Ryan's fine art focus subject matter, OCD (obsessive compulsive disorder), seems to be on a real tear in popularity nowadays.
Shows like Monk are in re-syndication and teen stars on popular Disney® sitcoms are saying "...I'm OCD, I'm OCD..." and laughing about it. OCD is now mainstream! Forget about the days when Howard Hughes was looked upon as an isolated freak. We now give a famous, admitted obsessive compulsive sufferer like Howie Mandel — not one — but three prime time shows (Deal Or No Deal, Howie Do It and now the new judge on America's Got Talent). Good for Howie and great for OCD. Fame has a way of raising awareness by bringing to light serious normal abnormalities via a quintessential few.
OCD Series Paintings — click on an image below for more information
The fine art paintings seen above conceptualize on psychological disorders, specifically obsessive compulsive disorder. The series currently consists of 6 paintings. The paintings are mostly on wood panels with medium of acrylics, Isopropyl Rubbing Alcohol, Windex® and adhered plastic.
Phobia Series Gallery — click on an image below for more information
The fine art paintings seen above conceptualize on psychological disorders, specifically phobias. This series currently consists of 7 paintings. The paintings are entirely on wood panels with medium of oils, acrylics, Isopropyl Rubbing Alcohol, burned wood, woodcut techniques and masking tape.
The paintings in the OCD art series and phobia art series are some of the earliest pieces in Dennis Ryan's crusade to focus on psychological disorder concepts as an artist. He has been painting about these concepts for 15 years. If you have questions or comments on a painting, contact the artist here. The anxiety art series is a collection of the most recent artwork. Prolific intensity is building.[an error occurred while processing this directive]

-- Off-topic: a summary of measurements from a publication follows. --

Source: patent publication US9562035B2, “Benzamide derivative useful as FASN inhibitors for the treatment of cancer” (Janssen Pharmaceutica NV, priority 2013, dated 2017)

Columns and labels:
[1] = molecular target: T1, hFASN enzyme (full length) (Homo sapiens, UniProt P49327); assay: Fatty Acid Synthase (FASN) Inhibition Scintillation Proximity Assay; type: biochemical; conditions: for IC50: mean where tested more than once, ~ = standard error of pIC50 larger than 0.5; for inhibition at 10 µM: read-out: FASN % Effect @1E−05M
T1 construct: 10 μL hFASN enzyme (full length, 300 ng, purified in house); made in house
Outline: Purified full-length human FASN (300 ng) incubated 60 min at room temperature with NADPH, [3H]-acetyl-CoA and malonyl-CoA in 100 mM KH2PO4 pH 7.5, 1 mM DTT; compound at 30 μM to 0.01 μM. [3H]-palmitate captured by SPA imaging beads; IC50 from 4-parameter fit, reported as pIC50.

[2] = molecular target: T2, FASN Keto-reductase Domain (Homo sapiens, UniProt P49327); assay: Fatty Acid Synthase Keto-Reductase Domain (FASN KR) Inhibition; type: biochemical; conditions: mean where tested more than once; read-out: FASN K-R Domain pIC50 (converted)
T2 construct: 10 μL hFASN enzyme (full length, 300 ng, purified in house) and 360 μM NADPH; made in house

Dennis Ryan artwork facts: conceptual art — paintings, prints & drawings
Dennis is not actively pursuing galleries at this time. The Internet is currently his world-wide gallery stage. He's continuously looking into unconventional ways to show; as he feels the time is ripe and that there is currently a shift favoring the empowerment of artists on a global scale. But he will stay open to requests from "bricks & mortar" gallery owners. Galleries may feel free to submit interest in this fine art through the contact form. Persuasive, interested galleries will be addressed on a case by case basis. As an up and coming artist Dennis will be most likely to show in NYC (SoHo), Raleigh-Durham, NC, Chicago, IL, Los Angeles, CA and Philadelphia, PA area when invited.
Again, at this point the artist is focused on Google as his main gallery representative. With 2 billion search queries submitted a day, he will gladly focus his spare energies there. Ryan is also looking into other unconventional ways to show his work and get his conceptual voice heard. Technology is the wind at his back and there has never been a better time to excel as an artist. Dennis is very confident, content and comfortable with this global gallery setup for now: essentially, he is now an international fine artist with thousands of hits, submissions and questions monthly. Demand and interest in OCD, anxiety and phobia fine art is growing across the world — as far east as New Zealand & Australia and as far west as Alaska.